Saturday, 27 September 2008
101 doves! (and Spirit on the ground). Dove food - Economy on the left, Conditioner on the right.
Thursday 2nd October 08
(Warning: Blog contains photo of dead dove (at end)
There are too many doves around here! One day I counted 110! Any suggestions as to how to reduce the numbers gratefully received. The obvious solution is to just stop feeding them, but I just cannot do that. My neighbour says don't worry they will just fly off and find other food - but would they? Find food , I mean. I may have mentioned in the blog before that, a while ago, I saw something in a newspaper about pigeon corpses in the Trafalgar Square area of London being examined, and found to have completely empty stomachs - in fact, they had starved to death. I find that very sad. I used to enjoy feeding the pigeons in Trafalgar Square and taking my children to do the same. You could buy little bags of food from the authorised sellers - probably not 'tuppence a bag' but cheap enough, and then the pigeons whirled round you, feeding off your hands and even landing on your head. Rats with wings or not, none of us died from pigeon germs and I always made sure we took wipes, and washed our hands thoroughly at the first opportunity. The phrase 'rats with wings' was coined by Woody Allen, I believe. Of course I totally disagree. Rats definitely do not have the charm and cheekiness of pigeons.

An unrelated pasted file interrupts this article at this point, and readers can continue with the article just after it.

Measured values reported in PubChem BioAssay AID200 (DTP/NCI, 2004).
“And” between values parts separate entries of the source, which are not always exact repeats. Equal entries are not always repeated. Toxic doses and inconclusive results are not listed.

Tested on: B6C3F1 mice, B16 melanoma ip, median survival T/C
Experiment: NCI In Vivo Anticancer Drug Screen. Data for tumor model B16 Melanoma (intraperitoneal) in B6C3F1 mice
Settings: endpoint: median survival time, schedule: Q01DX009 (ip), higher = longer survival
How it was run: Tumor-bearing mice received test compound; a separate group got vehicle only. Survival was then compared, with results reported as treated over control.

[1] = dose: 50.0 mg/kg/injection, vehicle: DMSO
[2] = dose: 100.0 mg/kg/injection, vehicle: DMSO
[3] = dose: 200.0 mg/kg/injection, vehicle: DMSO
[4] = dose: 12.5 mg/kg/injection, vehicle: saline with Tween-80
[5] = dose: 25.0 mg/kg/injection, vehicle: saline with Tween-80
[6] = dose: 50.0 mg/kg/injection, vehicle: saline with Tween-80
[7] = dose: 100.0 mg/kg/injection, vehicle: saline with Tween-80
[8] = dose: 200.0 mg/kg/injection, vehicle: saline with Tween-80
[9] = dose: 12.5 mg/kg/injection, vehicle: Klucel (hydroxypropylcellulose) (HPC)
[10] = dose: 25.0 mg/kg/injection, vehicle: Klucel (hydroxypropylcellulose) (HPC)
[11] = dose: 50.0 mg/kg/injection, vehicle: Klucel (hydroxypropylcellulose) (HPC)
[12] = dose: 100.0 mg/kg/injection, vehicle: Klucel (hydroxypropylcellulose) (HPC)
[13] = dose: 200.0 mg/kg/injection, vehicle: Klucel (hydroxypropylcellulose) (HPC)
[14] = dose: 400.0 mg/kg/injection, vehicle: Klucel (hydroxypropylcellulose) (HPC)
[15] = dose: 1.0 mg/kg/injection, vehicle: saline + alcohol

I am not feeding the 100 + doves any more food than I was feeding 40, but it is very hard to resist. I feed them in the morning as soon as I get up - none too early, between 7-8 am and then I feed them again in the afternoon. The time depends on what I am doing but between 2pm and 4pm. If I'm going out, then I fill the pans before I go. BUT I have to confess that I will throw a few handfuls into the garden to any doves that are scratching around. To a certain extent I had to do this, for Spirit's sake (when she was alive - see update further on in blog) Doves like feeding together and I wouldn't have liked her to be alone all day. I also have a lame dove I call Limpet (limp pet!) arriving in the garden at around 6pm when all the other doves have left. I think maybe he has been ostracised by the rest of the flock - he is certainly hungry when he arrives, poor thing.